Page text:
Stardust Memories (1980)

“Summer of Film #27 of 100”:
Woody Allen’s Stardust Memories is the film equivalent of a mid-life crisis; I guess the appropriate description would be a mid-career crisis. However, instead of the flashy extravagance, Allen opts for moody introspection as a character not unlike himself- a director who is trying to look for deeper meaning in his career. Why does he make films? Why does it matter that he does? Will it matter more if he make serious ones?

He plays Sandy Bates who like Allen himself is repeatedly reminded by fans and colleagues that they liked his ‘earlier funnier movies’. Bates, at a weekend retrospective of his films, wonders if his life would be more meaningful if he made serious films- or if he did not make films at all. What follows is a series of Freudian (or Felliniesque or Bergmanian) dreams, flashbacks and fantasies intercut with scenes from Bates’ own films which all work towards Allen’s apparent search for meaning.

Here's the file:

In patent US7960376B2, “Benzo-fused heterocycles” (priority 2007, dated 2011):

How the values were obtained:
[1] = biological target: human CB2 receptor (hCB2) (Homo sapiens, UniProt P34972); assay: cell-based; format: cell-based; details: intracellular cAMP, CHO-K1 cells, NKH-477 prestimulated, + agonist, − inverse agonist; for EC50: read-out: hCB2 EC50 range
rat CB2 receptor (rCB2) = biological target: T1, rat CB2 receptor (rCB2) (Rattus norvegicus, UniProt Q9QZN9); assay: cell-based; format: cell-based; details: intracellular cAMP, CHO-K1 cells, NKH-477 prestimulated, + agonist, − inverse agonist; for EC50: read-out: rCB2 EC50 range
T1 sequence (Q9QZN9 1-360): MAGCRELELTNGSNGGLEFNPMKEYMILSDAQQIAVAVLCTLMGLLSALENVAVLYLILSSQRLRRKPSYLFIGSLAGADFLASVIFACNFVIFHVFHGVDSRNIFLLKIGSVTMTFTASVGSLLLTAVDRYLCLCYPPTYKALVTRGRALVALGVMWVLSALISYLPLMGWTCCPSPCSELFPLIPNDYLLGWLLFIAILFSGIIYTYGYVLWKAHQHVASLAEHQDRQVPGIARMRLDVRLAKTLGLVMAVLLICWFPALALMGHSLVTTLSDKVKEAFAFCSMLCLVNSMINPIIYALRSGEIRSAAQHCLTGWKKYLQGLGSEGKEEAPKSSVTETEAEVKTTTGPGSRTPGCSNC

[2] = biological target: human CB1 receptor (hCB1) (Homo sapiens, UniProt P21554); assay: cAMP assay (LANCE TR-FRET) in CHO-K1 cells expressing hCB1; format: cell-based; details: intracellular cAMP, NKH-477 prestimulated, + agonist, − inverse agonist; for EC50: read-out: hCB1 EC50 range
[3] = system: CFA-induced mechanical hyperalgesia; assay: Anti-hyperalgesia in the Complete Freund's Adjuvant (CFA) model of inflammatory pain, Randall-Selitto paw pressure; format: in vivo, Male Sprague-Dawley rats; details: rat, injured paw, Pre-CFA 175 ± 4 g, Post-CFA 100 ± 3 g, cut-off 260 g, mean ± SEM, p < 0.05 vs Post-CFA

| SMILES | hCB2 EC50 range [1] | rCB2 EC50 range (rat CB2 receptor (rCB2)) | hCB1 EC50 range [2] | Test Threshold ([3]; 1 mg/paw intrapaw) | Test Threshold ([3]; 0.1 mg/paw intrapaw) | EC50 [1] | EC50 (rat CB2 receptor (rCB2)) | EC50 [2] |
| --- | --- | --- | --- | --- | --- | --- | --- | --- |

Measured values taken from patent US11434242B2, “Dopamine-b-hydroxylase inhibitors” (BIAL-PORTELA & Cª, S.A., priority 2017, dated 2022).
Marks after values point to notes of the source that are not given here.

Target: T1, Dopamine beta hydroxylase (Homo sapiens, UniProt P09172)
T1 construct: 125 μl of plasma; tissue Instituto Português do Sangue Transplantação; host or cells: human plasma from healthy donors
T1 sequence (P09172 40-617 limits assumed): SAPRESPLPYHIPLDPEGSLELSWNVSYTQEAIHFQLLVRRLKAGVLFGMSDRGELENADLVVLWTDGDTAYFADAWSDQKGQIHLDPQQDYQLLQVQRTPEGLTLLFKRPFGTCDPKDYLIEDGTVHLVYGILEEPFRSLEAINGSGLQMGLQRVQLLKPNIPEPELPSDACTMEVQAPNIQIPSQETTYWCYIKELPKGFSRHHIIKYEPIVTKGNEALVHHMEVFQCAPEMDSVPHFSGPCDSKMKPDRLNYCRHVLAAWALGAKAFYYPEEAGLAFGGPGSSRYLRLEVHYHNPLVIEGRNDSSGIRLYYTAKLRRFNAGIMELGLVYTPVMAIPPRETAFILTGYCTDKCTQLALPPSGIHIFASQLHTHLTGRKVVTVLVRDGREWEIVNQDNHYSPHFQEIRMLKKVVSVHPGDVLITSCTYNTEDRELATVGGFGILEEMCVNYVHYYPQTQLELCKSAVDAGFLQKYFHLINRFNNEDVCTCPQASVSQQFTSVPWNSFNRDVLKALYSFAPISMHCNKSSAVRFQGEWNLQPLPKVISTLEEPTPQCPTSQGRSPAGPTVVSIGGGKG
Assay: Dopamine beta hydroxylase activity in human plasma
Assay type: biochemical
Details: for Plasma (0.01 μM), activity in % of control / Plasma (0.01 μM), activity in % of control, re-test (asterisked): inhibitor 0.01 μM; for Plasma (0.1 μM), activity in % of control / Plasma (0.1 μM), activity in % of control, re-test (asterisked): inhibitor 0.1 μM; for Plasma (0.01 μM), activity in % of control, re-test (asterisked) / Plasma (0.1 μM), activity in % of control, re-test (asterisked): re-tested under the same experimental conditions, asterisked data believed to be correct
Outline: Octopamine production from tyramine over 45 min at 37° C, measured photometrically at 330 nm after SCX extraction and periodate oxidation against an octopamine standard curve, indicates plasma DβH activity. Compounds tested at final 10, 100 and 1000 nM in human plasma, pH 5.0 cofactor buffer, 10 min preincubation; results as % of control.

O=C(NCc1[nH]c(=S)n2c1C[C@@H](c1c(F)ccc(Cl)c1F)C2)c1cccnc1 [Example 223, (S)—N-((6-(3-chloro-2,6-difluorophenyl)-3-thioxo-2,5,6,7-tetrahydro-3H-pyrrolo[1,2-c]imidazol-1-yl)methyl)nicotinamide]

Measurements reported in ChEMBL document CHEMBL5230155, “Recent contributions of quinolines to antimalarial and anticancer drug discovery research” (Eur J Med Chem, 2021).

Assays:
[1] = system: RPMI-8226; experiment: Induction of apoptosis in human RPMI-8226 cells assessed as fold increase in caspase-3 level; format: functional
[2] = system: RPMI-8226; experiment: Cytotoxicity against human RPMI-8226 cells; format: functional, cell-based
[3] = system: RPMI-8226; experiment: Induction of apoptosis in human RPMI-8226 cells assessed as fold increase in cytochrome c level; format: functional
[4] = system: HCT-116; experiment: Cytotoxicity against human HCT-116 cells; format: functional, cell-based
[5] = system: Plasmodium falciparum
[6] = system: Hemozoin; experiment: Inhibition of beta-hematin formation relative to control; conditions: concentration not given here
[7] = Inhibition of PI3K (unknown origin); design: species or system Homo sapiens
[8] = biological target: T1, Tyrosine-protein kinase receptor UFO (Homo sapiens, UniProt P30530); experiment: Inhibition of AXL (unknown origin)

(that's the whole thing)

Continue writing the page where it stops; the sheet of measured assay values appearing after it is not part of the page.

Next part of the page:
After 35+ years of Woody Allen movies (and after, ironically, his having recently returned to his ‘earlier funnier movies’ style) it is easy to see this movie as his 1980 pause-and-reflect film before moving on to better things.


Leave a Reply

Please log in using one of these methods to post your comment: Logo

You are commenting using your account. Log Out /  Change )

Facebook photo

You are commenting using your Facebook account. Log Out /  Change )

Connecting to %s